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“Financial Education Can Empower Individuals”

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Economist Margaret Brooks Makes Case for Financial Literacy

While many academic economists focus on heavily theoretical work, Margaret Brooks, a professor of economics at Bridgewater State University (BSU) in Massachusetts, is engaged in the more hands-on practical world of promoting financial literacy and sound money management skills.

For her work in promoting financial literacy as the head of BSU’s Center for Economic Education and now as director of the Office of Financial Literacy launched last year, Brooks was named by the Institute for Financial Education as of one of two “Educators of the Year” for 2016.

Project Invested spoke with Dr. Brooks about her work in the area of financial literacy education shortly before the kickoff of the 2016 fall semester.

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First, let’s clarify our terminology: how do you define "financial literacy"?

Financial literacy encompasses a wide range of knowledge and skills necessary for informed decision-making at every stage of life. Standard financial literacy topics include budgeting, saving, investing, borrowing, insurance and taxes.

Fraud avoidance and maintaining online safety are important skills to teach, as well, because today’s consumers and financial institutions are increasingly reliant on technology.

In addition, including entrepreneurship in financial literacy training programs can be an effective way to encourage new ideas and innovations that can boost the economy, as well as train workers who may be participating in the “gig economy.”

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How well do young people today understand money management skills, and how well prepared are they to manage their own finances? What are the biggest challenges they face?

Avoiding high levels of student debt is one of the biggest financial challenges facing students today. At the same time, numerous studies have shown that financial literacy is often lacking among youth. The choices students make in high school, and even before, can significantly impact the opportunities that will be available to them after graduation.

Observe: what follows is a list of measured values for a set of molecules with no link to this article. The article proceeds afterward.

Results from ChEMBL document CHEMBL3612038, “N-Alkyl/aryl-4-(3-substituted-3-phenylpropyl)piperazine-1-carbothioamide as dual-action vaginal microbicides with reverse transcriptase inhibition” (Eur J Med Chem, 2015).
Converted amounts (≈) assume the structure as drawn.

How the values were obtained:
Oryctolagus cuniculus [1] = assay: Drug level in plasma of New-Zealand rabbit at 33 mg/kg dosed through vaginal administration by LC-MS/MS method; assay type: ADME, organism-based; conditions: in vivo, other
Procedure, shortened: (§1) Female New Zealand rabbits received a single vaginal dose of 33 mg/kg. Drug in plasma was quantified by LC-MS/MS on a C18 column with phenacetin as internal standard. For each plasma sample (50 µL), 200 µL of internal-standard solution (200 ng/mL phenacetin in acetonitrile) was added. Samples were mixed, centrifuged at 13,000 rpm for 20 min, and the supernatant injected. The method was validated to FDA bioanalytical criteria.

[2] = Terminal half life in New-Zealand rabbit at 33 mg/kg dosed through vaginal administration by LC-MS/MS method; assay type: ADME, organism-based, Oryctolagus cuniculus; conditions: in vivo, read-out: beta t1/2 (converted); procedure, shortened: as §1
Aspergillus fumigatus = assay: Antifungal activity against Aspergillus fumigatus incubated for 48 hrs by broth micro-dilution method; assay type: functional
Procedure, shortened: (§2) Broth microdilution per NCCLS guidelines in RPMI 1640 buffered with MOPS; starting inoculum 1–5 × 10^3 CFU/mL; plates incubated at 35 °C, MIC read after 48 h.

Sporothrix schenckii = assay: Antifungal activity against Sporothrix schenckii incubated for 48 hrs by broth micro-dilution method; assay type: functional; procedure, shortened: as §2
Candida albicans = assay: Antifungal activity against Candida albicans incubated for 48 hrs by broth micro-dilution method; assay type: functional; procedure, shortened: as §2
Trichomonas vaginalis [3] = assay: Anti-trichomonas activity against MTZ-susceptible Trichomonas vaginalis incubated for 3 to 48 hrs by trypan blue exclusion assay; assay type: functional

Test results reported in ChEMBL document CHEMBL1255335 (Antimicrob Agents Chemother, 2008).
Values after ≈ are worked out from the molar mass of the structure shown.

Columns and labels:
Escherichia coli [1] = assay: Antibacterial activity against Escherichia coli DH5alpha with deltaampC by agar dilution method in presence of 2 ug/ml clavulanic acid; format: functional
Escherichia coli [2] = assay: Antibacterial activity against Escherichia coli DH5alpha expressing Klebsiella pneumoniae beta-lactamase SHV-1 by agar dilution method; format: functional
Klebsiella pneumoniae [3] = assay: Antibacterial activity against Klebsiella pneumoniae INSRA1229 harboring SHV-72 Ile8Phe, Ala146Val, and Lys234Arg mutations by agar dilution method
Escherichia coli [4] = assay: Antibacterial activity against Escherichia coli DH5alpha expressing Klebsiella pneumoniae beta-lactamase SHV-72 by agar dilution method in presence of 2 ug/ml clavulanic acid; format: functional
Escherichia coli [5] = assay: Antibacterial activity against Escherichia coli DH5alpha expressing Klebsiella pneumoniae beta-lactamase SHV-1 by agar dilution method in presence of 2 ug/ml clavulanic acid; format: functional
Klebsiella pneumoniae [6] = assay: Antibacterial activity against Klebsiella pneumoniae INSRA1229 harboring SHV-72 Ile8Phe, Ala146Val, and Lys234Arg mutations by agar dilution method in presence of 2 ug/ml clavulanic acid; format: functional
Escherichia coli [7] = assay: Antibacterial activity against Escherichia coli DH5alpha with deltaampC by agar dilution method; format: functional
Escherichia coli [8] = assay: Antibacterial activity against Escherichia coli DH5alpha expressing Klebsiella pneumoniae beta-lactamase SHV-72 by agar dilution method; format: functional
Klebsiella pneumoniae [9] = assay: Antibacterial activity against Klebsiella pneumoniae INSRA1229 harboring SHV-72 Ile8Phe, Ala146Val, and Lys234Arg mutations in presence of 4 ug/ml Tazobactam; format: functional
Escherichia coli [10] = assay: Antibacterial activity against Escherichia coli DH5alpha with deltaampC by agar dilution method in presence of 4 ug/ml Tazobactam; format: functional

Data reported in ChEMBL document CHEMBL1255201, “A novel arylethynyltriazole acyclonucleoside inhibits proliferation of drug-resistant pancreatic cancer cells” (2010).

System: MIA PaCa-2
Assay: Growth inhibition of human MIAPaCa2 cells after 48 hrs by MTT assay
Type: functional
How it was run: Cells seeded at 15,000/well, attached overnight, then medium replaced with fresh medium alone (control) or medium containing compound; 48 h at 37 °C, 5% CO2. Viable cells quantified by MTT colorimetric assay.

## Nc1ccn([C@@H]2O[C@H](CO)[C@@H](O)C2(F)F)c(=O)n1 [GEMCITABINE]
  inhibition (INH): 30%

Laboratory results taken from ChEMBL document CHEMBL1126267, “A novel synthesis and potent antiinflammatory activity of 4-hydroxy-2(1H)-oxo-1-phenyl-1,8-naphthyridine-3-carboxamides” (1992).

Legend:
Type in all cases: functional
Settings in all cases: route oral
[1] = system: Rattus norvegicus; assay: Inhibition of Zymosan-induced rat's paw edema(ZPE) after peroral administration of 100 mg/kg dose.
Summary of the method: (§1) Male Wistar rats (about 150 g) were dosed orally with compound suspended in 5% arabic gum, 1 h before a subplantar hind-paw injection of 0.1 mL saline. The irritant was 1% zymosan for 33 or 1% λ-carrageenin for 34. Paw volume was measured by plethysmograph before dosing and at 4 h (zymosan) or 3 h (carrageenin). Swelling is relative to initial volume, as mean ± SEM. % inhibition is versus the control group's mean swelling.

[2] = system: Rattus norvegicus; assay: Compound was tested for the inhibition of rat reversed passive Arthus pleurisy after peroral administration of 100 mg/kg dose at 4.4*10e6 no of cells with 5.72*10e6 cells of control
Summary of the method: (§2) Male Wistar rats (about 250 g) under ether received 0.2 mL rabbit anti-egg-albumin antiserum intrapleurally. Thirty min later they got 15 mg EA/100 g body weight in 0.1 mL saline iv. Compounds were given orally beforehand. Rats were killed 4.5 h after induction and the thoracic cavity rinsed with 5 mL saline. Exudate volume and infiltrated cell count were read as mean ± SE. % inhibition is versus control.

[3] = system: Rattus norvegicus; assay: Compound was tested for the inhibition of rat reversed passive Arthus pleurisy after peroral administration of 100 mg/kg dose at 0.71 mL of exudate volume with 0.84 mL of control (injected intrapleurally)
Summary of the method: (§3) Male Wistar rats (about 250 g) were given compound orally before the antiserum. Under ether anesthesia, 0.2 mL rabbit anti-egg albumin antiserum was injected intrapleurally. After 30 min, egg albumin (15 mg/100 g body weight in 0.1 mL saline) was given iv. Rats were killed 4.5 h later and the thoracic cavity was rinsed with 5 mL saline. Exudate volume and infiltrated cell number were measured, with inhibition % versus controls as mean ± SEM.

As an economist, I am acutely aware of how the world operates with scarce resources. People of all ages are making choices every day about how to spend-and invest-their money and their time. It’s critical for all students to have ongoing access to age-appropriate financial education resources, as well as guidance from well-informed parents, educators and mentors, as they navigate their own college and career readiness paths.

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How would you assess the overall quality of financial literacy awareness and education in the United States right now? How can it be improved?

The U.S. is experiencing an increased public awareness of the need for financial literacy, especially with recent news stories about the problems of high student loan debt. Now is the time to think about how we can work together to reduce students’ college debt burdens, while making sure they continue to have opportunities to advance their education and job readiness skills.

It’s wrong to delay financial education until students reach age 18. By the time they reach adulthood, most students have already made a series of decisions that can significantly impact their future educational paths and student loan commitments, such as what college or career training to pursue (if any) at the post-secondary level. They, and their families, have already made numerous pre-college work, spending, and savings decisions.

CEE’s 2016 Survey of the States found that only 17 states require high school students to take a course in personal finance, and this number has remained unchanged since 2014.

Ideally, all 50 states should require economics and financial concepts to be included in the state’s K-12 standards, and all high schools should require their students to take a personal finance or economics course as a graduation requirement so that they can be better prepared for the challenges and opportunities they will soon be encountering as adults.

For example, Rhode Island adopted the Council for Economic Education’s National Standards for Financial Literacy for K-12 students in 2014, and the survey initial results show they’re having a real impact. That’s a promising model that other states should explore.

Likewise, colleges and universities can support students’ lifelong financial capability by offering a variety of easily accessible financial literacy courses, programs and activities on their campuses.

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You’ve written about the promise of online learning for improving education. How are online tools and technologies helping to improve financial literacy awareness and education?

Online tools and resources have tremendous potential to bring accurate and reliable financial literacy information to the public in a timely manner. Online learning platforms are great for people who don’t have the time or ability to attend an in-person class or go to the library to obtain information.